Rochester man gets over 12 years for COVID-19 fraud, child abuse material

1 min read

CONCORD — A Rochester man was sentenced today to over 12 years in federal prison for his role in a scheme to defraud COVID-19 pandemic relief programs and for possessing child sexual abuse material, according to U.S. Attorney Jane E. Young.

Heath Gauthier, 48, received a 145-month prison sentence from U.S.

District Court Judge Laplante and will be subject to five years of supervised release following his incarceration.

Gauthier was also ordered to pay restitution totaling $202,507, with the majority, $196,507, going to the Small Business Administration and $6,000 to two survivors of child sexual abuse.

Gauthier had pleaded guilty on Feb. 22 to charges including wire fraud, attempted wire fraud, aggravated identity theft, and possession of child pornography.

U.S. Attorney Young emphasized the severity of Gauthier’s crimes, highlighting that he had more than a thousand images of child sexual abuse and exploited the identities of others to fraudulently obtain pandemic relief funds meant for struggling individuals and businesses.

Special Agent in Charge of the FBI Boston Division, Jodi Cohen, condemned Gauthier’s actions as disgraceful, noting that he possessed over 1,500 images of child sexual abuse and stole identities from more than ten deceased individuals to defraud government programs.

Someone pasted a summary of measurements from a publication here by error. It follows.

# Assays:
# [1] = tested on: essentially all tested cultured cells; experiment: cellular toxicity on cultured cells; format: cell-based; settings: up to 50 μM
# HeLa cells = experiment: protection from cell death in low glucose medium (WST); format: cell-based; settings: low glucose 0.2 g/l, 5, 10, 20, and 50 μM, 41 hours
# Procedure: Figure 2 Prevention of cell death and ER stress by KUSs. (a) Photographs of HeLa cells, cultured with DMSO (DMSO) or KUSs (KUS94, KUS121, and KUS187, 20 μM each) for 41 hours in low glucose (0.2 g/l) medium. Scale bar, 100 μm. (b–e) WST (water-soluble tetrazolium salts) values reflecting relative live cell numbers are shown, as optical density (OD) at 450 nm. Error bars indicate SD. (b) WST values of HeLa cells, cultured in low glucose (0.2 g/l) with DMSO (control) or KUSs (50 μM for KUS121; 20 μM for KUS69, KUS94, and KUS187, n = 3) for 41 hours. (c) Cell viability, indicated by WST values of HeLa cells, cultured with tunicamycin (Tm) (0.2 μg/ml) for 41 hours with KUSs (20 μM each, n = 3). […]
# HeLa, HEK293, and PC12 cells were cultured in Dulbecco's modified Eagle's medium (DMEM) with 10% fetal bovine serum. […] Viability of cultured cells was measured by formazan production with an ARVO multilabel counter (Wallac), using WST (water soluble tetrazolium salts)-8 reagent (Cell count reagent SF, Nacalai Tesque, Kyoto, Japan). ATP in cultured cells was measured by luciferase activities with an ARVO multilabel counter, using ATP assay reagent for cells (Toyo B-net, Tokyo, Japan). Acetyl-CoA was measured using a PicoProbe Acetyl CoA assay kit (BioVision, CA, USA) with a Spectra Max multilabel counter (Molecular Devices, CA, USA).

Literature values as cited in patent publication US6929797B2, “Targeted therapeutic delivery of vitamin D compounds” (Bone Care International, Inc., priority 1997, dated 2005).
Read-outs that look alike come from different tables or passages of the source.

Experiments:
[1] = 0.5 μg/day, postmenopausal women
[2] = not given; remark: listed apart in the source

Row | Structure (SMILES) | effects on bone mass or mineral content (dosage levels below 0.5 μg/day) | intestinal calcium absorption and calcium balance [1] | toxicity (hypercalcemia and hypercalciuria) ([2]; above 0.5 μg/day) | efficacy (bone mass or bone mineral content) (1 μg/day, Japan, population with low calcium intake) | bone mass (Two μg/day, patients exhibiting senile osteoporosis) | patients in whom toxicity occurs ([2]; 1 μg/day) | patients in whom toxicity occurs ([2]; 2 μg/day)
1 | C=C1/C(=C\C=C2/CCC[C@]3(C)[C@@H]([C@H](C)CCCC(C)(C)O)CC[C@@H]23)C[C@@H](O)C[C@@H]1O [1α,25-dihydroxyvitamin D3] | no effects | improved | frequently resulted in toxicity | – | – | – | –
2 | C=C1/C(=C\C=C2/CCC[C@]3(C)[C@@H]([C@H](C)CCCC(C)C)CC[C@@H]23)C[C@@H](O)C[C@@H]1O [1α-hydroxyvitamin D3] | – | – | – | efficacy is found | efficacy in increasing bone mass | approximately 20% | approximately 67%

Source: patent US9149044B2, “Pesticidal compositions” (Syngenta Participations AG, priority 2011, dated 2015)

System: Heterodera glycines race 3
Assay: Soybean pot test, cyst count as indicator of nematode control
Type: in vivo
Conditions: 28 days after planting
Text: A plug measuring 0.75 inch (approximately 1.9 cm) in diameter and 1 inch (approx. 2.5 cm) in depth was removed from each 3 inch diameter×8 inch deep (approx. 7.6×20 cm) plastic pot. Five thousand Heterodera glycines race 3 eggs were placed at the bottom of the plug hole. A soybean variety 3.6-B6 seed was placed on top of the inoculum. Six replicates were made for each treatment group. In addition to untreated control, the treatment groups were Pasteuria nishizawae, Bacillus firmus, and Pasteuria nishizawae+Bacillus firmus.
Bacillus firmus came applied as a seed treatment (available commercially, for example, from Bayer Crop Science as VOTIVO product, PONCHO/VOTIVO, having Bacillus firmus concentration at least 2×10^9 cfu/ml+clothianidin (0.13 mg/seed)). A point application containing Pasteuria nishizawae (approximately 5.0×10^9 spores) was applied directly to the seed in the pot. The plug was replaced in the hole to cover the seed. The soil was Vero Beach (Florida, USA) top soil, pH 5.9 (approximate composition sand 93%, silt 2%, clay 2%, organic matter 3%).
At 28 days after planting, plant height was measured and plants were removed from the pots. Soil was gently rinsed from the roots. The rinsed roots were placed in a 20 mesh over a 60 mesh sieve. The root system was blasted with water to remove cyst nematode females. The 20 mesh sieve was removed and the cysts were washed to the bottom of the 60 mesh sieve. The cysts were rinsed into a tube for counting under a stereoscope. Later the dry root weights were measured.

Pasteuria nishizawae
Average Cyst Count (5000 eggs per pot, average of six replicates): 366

Harry T. Chavis Jr., Special Agent in Charge of the IRS Criminal Investigation Boston Field Office, stressed the IRS’s dedication to protecting the public from such criminal activity, underscoring the harm Gauthier caused to children and the misuse of pandemic relief funds.

Between February 2020 and March 2021, Gauthier filed fraudulent applications for over a dozen loans under the Paycheck Protection Program (PPP) and Economic Injury Disaster Loan (EIDL) programs, attempting to acquire more than $1 million in CARES Act loan funds.

He created fictitious companies and used the identities of deceased persons in his applications.

A search warrant executed on Feb. 16 at Gauthier’s residence led to the seizure of his electronic devices, where investigators discovered the child sexual abuse material.

The investigation was led by the IRS Criminal Investigations and the Federal Bureau of Investigation, with assistance from the Treasury Inspector General for Tax Administration and the Social Security Office of the Inspector General.

Assistant U.S. Attorneys Matthew T. Hunter and Kasey Weiland prosecuted the case as part of Project Safe Childhood, an initiative to combat child exploitation and abuse.

With the establishment of the COVID-19 Fraud Enforcement Task Force by the Attorney General on May 17, 2021, efforts have been reinforced to combat pandemic-related fraud and ensure the integrity of relief programs, including those under the CARES Act which provided financial support to Americans and small businesses during the pandemic.

Leave a Reply

Your email address will not be published.